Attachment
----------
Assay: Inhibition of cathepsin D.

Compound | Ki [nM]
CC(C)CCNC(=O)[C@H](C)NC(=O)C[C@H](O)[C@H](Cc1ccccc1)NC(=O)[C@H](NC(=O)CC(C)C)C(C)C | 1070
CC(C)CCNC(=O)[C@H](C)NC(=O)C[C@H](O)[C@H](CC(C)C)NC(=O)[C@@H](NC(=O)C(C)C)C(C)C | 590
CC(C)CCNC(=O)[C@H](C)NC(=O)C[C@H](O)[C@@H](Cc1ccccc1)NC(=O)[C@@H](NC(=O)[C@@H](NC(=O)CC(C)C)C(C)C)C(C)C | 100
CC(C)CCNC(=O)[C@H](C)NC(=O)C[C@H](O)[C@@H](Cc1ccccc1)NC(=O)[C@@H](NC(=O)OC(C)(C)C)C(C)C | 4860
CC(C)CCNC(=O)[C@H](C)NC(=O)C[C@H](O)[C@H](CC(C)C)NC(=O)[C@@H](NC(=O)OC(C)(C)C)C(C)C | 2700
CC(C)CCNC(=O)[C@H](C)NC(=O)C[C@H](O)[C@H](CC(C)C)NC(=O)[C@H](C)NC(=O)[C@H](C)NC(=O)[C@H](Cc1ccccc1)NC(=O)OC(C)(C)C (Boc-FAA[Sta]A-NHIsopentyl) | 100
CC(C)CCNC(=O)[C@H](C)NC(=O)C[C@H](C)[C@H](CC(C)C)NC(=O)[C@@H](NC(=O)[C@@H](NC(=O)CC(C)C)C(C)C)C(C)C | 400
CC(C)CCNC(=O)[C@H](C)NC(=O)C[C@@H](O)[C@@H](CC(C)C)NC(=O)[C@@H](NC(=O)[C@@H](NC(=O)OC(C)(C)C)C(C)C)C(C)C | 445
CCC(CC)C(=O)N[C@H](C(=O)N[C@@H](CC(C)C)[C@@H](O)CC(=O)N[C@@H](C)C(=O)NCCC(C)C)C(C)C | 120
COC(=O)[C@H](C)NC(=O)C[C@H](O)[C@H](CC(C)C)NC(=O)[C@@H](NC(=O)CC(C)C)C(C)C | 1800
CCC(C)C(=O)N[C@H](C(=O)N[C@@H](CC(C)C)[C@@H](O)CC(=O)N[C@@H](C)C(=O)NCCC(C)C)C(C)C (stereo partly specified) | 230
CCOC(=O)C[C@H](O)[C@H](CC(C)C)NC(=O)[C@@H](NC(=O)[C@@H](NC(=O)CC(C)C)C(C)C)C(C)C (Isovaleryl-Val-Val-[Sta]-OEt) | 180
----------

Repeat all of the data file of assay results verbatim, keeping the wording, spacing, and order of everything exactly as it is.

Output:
Assay: Inhibition of cathepsin D.

Compound | Ki [nM]
CC(C)CCNC(=O)[C@H](C)NC(=O)C[C@H](O)[C@H](Cc1ccccc1)NC(=O)[C@H](NC(=O)CC(C)C)C(C)C | 1070
CC(C)CCNC(=O)[C@H](C)NC(=O)C[C@H](O)[C@H](CC(C)C)NC(=O)[C@@H](NC(=O)C(C)C)C(C)C | 590
CC(C)CCNC(=O)[C@H](C)NC(=O)C[C@H](O)[C@@H](Cc1ccccc1)NC(=O)[C@@H](NC(=O)[C@@H](NC(=O)CC(C)C)C(C)C)C(C)C | 100
CC(C)CCNC(=O)[C@H](C)NC(=O)C[C@H](O)[C@@H](Cc1ccccc1)NC(=O)[C@@H](NC(=O)OC(C)(C)C)C(C)C | 4860
CC(C)CCNC(=O)[C@H](C)NC(=O)C[C@H](O)[C@H](CC(C)C)NC(=O)[C@@H](NC(=O)OC(C)(C)C)C(C)C | 2700
CC(C)CCNC(=O)[C@H](C)NC(=O)C[C@H](O)[C@H](CC(C)C)NC(=O)[C@H](C)NC(=O)[C@H](C)NC(=O)[C@H](Cc1ccccc1)NC(=O)OC(C)(C)C (Boc-FAA[Sta]A-NHIsopentyl) | 100
CC(C)CCNC(=O)[C@H](C)NC(=O)C[C@H](C)[C@H](CC(C)C)NC(=O)[C@@H](NC(=O)[C@@H](NC(=O)CC(C)C)C(C)C)C(C)C | 400
CC(C)CCNC(=O)[C@H](C)NC(=O)C[C@@H](O)[C@@H](CC(C)C)NC(=O)[C@@H](NC(=O)[C@@H](NC(=O)OC(C)(C)C)C(C)C)C(C)C | 445
CCC(CC)C(=O)N[C@H](C(=O)N[C@@H](CC(C)C)[C@@H](O)CC(=O)N[C@@H](C)C(=O)NCCC(C)C)C(C)C | 120
COC(=O)[C@H](C)NC(=O)C[C@H](O)[C@H](CC(C)C)NC(=O)[C@@H](NC(=O)CC(C)C)C(C)C | 1800
CCC(C)C(=O)N[C@H](C(=O)N[C@@H](CC(C)C)[C@@H](O)CC(=O)N[C@@H](C)C(=O)NCCC(C)C)C(C)C (stereo partly specified) | 230
CCOC(=O)C[C@H](O)[C@H](CC(C)C)NC(=O)[C@@H](NC(=O)[C@@H](NC(=O)CC(C)C)C(C)C)C(C)C (Isovaleryl-Val-Val-[Sta]-OEt) | 180